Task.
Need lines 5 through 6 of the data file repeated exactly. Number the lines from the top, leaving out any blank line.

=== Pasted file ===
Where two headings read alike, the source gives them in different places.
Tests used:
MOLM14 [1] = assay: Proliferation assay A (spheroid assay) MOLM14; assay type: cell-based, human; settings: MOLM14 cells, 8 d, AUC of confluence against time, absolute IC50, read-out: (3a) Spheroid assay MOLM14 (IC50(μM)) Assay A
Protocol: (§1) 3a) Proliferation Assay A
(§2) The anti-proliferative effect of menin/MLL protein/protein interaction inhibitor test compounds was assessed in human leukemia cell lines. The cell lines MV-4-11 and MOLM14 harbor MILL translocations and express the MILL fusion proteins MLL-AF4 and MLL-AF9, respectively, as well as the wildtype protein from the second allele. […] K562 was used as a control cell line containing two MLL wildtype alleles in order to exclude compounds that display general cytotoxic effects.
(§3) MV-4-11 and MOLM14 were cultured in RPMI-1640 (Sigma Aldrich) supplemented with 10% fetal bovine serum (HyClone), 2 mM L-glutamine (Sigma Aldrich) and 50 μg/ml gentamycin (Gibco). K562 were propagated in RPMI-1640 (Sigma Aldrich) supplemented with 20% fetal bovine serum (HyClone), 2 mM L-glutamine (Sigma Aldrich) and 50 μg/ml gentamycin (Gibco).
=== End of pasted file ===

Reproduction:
(§2) The anti-proliferative effect of menin/MLL protein/protein interaction inhibitor test compounds was assessed in human leukemia cell lines. The cell lines MV-4-11 and MOLM14 harbor MILL translocations and express the MILL fusion proteins MLL-AF4 and MLL-AF9, respectively, as well as the wildtype protein from the second allele. […] K562 was used as a control cell line containing two MLL wildtype alleles in order to exclude compounds that display general cytotoxic effects.
(§3) MV-4-11 and MOLM14 were cultured in RPMI-1640 (Sigma Aldrich) supplemented with 10% fetal bovine serum (HyClone), 2 mM L-glutamine (Sigma Aldrich) and 50 μg/ml gentamycin (Gibco). K562 were propagated in RPMI-1640 (Sigma Aldrich) supplemented with 20% fetal bovine serum (HyClone), 2 mM L-glutamine (Sigma Aldrich) and 50 μg/ml gentamycin (Gibco).